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Projects & Proposals > Manhattan > Frederick Douglass Boulevard Printer Friendly Version
Frederick Douglass Boulevard Rezoning Proposal - Approved!
REZONING OBJECTIVES


Objectives | Existing Zoning | Proposed Zoning | Land Use Map | Public Review

The Department of City Planning is proposing a zoning map amendment that would affect 44 blocks in south-central Harlem. It is the first comprehensive revision of south-central Harlem zoning since the last major revision of the Zoning Resolution in 1961.

The area to be rezoned is generally bounded by Central Park North, West 124th Street, Morningside Avenue and a point 100 feet west of Adam Clayton Powell Jr Boulevard in Manhattan’s Community Districts 9 and 10. Most of the area is now zoned R7-2 and R8, medium-density residential districts, and is characterized by five- to eight-story residential buildings along the avenues and three- to five-story rowhouses on the mid-blocks.

The Department’s proposed zoning strategy, which balances growth and preservation in south-central Harlem’s residential core, would:

  • Foster new opportunities for residential development. To help address Harlem's growing need for new housing, the rezoning proposal calls for modest increases in residential density on Frederick Douglass Boulevard and on most mid-blocks.

  • Promote building forms that are more compatible with the existing urban fabric. South-central Harlem’s R7-2 and R8 districts are governed by ‘height factor’ regulations which encourage development of tall towers set back from the street, a building form inconsistent with the prevailing low- to mid-rise character of the area. Residential avenues and mid-blocks in the area are typified by rowhouses with consistent streetwalls and cornice lines. To preserve these blockfronts, the proposal calls for contextual zoning districts that would mandate new buildings of comparable scale and height.

  • Expand opportunities for new ground floor commercial uses. New small businesses and stores are opening throughout south-central Harlem to support a growing community. In support of this trend, the proposal would map new commercial overlays along West 116th Street, to provide new opportunities for ground floor retail development.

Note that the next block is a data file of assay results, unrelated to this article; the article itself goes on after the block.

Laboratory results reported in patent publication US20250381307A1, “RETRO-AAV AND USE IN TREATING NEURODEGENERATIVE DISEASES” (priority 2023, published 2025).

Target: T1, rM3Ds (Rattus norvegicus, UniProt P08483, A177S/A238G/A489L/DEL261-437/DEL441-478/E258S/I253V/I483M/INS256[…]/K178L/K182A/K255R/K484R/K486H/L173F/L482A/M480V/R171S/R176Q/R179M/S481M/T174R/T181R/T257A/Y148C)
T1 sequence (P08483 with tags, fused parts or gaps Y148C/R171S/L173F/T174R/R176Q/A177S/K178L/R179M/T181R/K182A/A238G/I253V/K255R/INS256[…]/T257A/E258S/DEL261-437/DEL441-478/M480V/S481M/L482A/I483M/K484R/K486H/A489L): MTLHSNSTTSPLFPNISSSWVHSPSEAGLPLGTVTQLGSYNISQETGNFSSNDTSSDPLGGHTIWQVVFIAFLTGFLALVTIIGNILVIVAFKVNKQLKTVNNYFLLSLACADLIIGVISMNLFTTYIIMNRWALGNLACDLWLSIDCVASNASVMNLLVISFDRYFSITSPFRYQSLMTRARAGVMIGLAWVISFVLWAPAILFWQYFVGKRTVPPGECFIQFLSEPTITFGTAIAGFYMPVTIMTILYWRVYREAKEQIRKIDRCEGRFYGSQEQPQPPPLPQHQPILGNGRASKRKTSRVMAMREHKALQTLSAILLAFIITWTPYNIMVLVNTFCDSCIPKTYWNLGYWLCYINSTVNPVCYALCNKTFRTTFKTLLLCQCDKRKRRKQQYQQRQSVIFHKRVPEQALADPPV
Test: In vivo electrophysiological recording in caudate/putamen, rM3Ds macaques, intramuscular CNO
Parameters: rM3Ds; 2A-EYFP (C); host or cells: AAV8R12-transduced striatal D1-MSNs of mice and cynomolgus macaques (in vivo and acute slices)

Brownstone Lane (the brown buildings in the photo that abut NoHa at West 119th Street) completely redeveloped the mid-block and was also facilitated by the FDB rezoning.
Brownstone Lane (the brown buildings in the photo that abut NoHa at West 119th Street) completely redeveloped the mid-block and was also facilitated by the FDB rezoning.

photo of vacant site located at West 118th Street and Frederick Douglass Blvd.
Vacant site, at West 118th Street and Frederick Douglass Blvd, would be rezoned from R7-2 to R8A to enhance its development potential

photo of the Triangle Building
The Triangle Building, Frederick Douglass Blvd. and St. Nicholas Ave.
(photo courtesy of HPD)

photo of vacant site located at West 118th Street and Frederick Douglass Blvd.
Vacant site, at West 118th Street and Frederick Douglass Blvd, would be rezoned from R7-2 to R8A to enhance its development potential

photo of Morningside Ave. between West 122nd and West 123rd Streets
The rezoning proposal would preserve areas with strong built contexts like this block on Morningside Ave between West 122nd and West 123rd streets



Objectives | Existing Zoning | Proposed Zoning | Land Use Map | Public Review

Brief explanations of terms in green italics can be viewed by clicking on the term. Words and phrases followed by an asterisk (*) are defined terms in the Zoning Resolution, primarily in Section 12-10. Consult the Zoning Resolution for the official and legally binding definitions of these words and phrases.

 

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